Hawaii Revised Statutes Division 1. Government § 327-9
Search Hawaii Revised Statutes
(a) Subject to subsections (b) and (c) and unless barred by subsection (d), an anatomical gift of a decedent's body or body part for purposes of transplantation, therapy, research, or education may be made, in the order of priority listed, by any member of the following classes of persons who is reasonably available:
(1) An agent of the decedent at the time of death who could have made an anatomical gift under section 327-4(2) immediately before the decedent's death;
(2) The spouse or reciprocal beneficiary of the decedent;
(3) Adult children of the decedent;
(4) Parents of the decedent;
(5) Adult siblings of the decedent;
(6) Adult grandchildren of the decedent;
(7) Grandparents of the decedent;
(8) An adult who exhibited special care and concern for the decedent;
(9) The persons who were acting as the guardian of the person of the decedent at the time of death; and
(10) Any other person having the authority to dispose of the decedent's body.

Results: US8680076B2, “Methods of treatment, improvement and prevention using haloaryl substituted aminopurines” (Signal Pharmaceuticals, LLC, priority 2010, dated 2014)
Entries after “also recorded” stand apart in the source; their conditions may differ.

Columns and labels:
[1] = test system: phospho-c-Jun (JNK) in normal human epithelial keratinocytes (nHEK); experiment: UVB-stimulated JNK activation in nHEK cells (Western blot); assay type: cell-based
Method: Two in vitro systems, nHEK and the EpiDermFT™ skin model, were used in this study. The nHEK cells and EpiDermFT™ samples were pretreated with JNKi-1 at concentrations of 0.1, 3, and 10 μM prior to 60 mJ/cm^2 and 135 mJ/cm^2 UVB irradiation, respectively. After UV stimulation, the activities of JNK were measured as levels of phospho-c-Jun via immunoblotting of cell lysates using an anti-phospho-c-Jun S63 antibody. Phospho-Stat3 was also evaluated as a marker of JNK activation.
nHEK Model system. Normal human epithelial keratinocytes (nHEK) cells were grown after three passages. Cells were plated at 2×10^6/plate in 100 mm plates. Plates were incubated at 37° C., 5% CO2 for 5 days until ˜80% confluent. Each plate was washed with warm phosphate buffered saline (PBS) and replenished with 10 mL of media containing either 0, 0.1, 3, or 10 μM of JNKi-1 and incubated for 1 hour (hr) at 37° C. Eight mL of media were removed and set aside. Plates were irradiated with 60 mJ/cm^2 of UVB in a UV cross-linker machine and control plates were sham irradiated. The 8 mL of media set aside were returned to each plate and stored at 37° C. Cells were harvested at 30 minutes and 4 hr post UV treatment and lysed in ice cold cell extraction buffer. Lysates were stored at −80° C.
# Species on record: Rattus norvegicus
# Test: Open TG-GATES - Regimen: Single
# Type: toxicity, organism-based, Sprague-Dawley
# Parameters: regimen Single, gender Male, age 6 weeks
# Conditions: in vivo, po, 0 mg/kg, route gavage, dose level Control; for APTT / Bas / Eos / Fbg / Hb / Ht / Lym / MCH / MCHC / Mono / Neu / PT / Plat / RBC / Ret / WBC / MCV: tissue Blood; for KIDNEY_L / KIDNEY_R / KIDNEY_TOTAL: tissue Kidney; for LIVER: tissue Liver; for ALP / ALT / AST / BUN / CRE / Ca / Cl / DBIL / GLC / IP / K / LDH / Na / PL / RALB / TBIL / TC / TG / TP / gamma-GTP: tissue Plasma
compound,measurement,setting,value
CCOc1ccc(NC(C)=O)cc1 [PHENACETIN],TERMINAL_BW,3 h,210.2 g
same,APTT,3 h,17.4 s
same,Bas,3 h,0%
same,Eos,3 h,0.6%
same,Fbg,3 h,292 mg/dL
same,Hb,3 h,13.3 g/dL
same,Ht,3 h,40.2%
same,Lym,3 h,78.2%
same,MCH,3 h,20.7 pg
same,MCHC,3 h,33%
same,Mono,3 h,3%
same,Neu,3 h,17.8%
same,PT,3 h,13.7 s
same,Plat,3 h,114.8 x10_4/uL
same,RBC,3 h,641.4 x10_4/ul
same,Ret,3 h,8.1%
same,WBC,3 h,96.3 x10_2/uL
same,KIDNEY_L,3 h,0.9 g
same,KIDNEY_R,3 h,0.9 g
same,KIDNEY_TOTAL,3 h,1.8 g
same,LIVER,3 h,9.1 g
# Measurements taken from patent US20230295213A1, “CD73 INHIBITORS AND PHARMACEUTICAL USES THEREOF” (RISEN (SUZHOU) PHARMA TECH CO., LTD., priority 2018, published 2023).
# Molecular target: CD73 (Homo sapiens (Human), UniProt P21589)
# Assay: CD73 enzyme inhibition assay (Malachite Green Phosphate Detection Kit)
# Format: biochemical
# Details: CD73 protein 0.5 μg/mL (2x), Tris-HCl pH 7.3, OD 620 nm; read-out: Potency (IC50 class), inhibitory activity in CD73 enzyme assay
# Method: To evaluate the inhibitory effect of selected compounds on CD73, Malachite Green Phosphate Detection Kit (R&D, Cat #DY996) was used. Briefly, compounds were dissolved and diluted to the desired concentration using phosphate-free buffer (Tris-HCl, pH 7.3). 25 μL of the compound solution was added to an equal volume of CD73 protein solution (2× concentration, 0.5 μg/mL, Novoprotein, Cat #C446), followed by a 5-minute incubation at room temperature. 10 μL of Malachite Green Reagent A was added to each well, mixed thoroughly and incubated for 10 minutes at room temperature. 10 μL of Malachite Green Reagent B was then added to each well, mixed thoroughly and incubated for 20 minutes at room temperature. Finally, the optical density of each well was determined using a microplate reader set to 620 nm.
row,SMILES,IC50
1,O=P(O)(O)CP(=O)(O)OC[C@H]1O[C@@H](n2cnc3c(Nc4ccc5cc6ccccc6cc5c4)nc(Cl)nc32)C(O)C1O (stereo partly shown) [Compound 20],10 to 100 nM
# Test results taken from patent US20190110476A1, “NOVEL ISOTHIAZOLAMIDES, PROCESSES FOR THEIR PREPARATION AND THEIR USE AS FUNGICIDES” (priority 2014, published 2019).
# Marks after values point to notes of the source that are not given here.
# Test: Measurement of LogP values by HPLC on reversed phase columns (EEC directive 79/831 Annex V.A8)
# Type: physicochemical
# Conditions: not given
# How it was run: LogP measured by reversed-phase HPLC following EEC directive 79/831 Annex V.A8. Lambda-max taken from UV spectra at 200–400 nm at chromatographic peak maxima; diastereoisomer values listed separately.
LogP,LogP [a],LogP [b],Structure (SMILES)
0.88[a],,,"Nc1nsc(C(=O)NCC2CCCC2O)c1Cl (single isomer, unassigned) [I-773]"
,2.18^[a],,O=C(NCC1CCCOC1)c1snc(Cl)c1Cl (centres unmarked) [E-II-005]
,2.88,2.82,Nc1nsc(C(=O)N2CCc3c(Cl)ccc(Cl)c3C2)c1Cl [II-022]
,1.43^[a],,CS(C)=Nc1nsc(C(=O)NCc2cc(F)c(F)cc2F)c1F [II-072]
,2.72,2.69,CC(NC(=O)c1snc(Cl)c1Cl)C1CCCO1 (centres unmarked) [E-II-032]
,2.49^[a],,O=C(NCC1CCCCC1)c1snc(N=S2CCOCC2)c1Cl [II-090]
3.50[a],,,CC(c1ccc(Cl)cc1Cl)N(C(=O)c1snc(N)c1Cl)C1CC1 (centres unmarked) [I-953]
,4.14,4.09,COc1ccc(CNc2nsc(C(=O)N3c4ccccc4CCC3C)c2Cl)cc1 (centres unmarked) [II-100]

(b) If there is more than one member of a class listed in subsection (a)(1), (3), (4), (5), (6), (7), or (9) entitled to make an anatomical gift, an anatomical gift may be made by a member of the class unless that member or a person to which the gift can pass under section 327-11 knows of an objection by another member of the class. If an objection is known, the gift may be made only by a majority of the members of the class who are reasonably available.
(c) No person may make an anatomical gift if, at the time of the decedent's death, a person in a prior class under subsection (a) is reasonably available to make or to object to the making of an anatomical gift.
Read this complete Hawaii Revised Statutes Division 1. Government § 327-9 on Westlaw
FindLaw Codes are provided courtesy of Thomson Reuters Westlaw, the industry-leading online legal research system. For more detailed codes research information, including annotations and citations, please visit Westlaw.
FindLaw Codes may not reflect the most recent version of the law in your jurisdiction. Please verify the status of the code you are researching with the state legislature or via Westlaw before relying on it for your legal needs.